Consumer Sentiment Soars Despite Ebola Fears

Shoppers On Rodeo Drive Ahead Of Consumer Confidence Figures
Kevork Djansezian/Bloomberg via Getty Images
By Jason Lange

WASHINGTON -- While the appearance of the deadly Ebola virus in Texas is worrying the nation, it has yet to lead Americans to take a more cautious view over how to spend their money, data suggested Friday.

The Thomson Reuters/University of Michigan index of consumer sentiment unexpectedly rose in early October to its highest level since July 2007.

Separate data showed groundbreaking for new homes rose more than expected last month, and taken together the reports pointed to solid U.S. economic growth.

"The underlying strength of the U.S. economy remains intact," said David Berson, an economist at Nationwide Mutual Insurance in Columbus, Ohio. "If it were not for Ebola and geopolitical concerns, these [sentiment] numbers would be higher."

The data for the sentiment survey was collected Sept. 25 to Oct. 15, a period in which Americans have been barraged by news of Ebola's spread in West Africa, where it has killed thousands, and its appearance in the United States.

U.S. officials have confirmed three Ebola cases, all in Dallas, since Sept. 30 -- a Liberian man who later died of the disease and two nurses who had cared for him and are now being treated.

Investors have been concerned that Ebola, if not contained in the United States, could scare consumers and lead them to cut back on spending, though there is little sign of that so far.

The consumer sentiment survey period also overlapped with the global stock market sell-off earlier this week.

Economists polled by Reuters had expected the sentiment index to fall, but instead it ticked two tenths of a point higher to 86.4. Consumers were more upbeat about their personal finances and the national economy.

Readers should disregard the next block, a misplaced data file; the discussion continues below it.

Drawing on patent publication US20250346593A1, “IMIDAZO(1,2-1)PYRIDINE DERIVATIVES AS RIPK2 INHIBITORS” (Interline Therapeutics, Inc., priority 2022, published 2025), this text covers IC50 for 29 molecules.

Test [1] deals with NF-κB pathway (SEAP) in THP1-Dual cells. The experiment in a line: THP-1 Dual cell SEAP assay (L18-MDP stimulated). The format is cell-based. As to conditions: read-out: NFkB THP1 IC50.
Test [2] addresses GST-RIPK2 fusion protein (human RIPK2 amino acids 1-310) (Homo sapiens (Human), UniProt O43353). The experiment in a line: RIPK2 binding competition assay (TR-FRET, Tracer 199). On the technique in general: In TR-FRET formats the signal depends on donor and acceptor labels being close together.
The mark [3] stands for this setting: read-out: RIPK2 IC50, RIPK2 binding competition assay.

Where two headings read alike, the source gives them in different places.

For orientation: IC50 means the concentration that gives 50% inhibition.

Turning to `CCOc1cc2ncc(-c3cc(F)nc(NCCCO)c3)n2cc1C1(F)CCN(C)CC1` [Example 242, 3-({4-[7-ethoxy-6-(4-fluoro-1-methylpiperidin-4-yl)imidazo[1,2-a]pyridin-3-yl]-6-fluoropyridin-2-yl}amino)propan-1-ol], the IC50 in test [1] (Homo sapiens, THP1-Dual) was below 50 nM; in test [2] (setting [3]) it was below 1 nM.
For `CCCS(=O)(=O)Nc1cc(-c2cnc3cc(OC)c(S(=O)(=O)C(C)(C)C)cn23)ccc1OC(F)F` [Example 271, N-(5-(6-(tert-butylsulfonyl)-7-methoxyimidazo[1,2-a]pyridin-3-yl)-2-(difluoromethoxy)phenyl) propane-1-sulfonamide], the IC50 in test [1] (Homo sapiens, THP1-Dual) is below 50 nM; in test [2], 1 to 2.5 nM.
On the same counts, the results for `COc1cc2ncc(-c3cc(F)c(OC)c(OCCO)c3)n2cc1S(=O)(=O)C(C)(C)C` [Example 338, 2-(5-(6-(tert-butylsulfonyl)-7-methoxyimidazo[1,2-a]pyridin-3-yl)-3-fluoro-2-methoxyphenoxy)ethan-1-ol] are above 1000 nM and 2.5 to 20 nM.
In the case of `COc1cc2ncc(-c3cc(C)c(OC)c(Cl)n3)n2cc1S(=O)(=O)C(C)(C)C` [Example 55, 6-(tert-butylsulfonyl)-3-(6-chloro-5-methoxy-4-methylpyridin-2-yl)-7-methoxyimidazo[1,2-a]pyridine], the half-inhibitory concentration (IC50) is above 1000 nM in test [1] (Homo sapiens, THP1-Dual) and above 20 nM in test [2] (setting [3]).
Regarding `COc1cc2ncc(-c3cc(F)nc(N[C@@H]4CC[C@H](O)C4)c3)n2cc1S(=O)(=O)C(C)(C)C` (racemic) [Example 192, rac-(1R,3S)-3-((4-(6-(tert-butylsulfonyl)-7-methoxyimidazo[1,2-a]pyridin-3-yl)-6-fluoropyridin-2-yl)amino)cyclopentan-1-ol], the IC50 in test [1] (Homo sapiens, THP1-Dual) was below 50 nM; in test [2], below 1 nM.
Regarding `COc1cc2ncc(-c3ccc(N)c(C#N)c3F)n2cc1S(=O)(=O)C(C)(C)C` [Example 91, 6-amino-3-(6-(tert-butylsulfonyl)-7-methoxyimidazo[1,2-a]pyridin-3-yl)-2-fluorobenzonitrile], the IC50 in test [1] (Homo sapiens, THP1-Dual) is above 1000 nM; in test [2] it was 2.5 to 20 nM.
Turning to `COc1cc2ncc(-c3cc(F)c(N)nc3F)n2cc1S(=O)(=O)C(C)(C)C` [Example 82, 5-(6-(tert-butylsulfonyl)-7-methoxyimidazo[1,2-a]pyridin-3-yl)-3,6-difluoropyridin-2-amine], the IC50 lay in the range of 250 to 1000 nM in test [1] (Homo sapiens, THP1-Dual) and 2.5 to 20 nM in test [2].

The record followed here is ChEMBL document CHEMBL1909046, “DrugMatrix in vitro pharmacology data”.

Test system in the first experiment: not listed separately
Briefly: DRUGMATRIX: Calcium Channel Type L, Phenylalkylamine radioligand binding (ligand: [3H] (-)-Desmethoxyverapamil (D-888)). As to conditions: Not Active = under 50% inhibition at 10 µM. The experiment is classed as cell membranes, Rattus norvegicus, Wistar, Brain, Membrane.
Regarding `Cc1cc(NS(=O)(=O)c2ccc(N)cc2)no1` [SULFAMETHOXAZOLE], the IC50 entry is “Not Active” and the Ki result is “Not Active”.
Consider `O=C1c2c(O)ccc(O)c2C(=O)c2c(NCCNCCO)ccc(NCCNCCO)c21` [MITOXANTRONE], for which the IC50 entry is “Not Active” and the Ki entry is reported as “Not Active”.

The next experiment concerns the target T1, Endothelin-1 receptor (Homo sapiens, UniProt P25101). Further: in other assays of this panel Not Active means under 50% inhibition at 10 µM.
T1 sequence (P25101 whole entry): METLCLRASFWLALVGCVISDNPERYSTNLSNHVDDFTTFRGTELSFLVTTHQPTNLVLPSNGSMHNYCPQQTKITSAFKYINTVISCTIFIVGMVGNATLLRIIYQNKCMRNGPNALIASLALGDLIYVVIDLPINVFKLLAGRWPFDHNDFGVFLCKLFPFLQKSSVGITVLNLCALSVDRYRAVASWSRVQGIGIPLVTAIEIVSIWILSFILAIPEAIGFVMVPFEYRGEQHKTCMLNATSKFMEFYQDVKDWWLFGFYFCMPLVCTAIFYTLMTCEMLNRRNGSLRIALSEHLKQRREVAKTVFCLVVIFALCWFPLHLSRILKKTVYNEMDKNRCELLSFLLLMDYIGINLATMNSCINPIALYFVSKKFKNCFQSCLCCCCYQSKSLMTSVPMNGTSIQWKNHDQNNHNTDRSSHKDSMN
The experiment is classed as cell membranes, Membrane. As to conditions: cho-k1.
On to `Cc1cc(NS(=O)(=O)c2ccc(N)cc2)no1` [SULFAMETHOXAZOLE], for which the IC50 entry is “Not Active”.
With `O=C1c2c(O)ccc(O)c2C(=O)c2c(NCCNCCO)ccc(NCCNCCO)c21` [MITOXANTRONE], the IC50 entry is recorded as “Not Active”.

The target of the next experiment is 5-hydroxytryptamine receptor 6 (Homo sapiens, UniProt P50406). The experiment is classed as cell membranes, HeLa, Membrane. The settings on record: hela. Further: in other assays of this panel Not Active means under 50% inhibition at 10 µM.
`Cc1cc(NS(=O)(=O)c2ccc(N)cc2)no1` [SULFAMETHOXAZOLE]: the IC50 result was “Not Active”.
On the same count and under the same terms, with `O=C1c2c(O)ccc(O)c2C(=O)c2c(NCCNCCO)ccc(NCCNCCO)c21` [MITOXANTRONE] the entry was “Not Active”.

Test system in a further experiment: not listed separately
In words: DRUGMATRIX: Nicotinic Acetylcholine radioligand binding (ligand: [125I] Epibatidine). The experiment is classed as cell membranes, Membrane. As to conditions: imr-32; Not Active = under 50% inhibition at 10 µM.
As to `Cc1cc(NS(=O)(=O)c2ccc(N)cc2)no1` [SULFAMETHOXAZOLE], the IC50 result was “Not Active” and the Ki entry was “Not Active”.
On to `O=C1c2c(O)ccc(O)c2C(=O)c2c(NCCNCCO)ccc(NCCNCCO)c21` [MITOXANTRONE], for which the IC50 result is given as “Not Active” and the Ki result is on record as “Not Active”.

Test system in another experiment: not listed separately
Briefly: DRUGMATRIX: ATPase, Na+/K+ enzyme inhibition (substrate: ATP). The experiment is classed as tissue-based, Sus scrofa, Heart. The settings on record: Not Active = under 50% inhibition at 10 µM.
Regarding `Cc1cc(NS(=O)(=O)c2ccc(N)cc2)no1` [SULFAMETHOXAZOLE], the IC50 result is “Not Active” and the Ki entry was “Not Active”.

Other measures of consumer confidence have also failed to show much alarm. Gallup's daily poll of economic sentiment has been stable in recent weeks. At least when it comes to spending decisions, consumers remain focused on a strengthening economy.

"Despite rising media coverage, Ebola seems to have had little discernible effect on consumer sentiment to date," Goldman Sachs analyst Kris Dawsey said.

The U.S. unemployment rate fell to 5.9 percent last month, a six-year low. Investors think the stronger job market will lead the Federal Reserve to raise interest rates next year after holding them near zero since 2008, though worries about the global economy and chronically low inflation have recently led them to bet the hike would be delayed until late in the year.

Housing Recovery Intact

A stronger job market helped the housing market recovery to advance last month, with groundbreaking at building sites rising more than expected.

Housing starts rose 6.3 percent to an annual 1.02 million-unit pace, the Commerce Department said, the latest sign the sector was continuing to claw back after the implosion that touched off the 2007-2009 financial crisis and recession.

Newly issued permits also rose.

"If you look at the trend, you are still seeing an upward trajectory," said Michelle Meyers, an economist at Bank of America Merrill Lynch (BAC) in New York.

U.S. stock prices jumped following a batch of solid corporate earnings reports, including profits by General Electric (GE) that topped analyst expectations. Share prices had fallen sharply earlier in the week, and the bounceback sucked money away from U.S. government debt, pushing yields higher for a second straight day.

-With additional reporting by Richard Leong and Rodrigo Campos in New York.

9 Numbers That'll Tell You How the Economy's Really Doing
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Consumer Sentiment Soars Despite Ebola Fears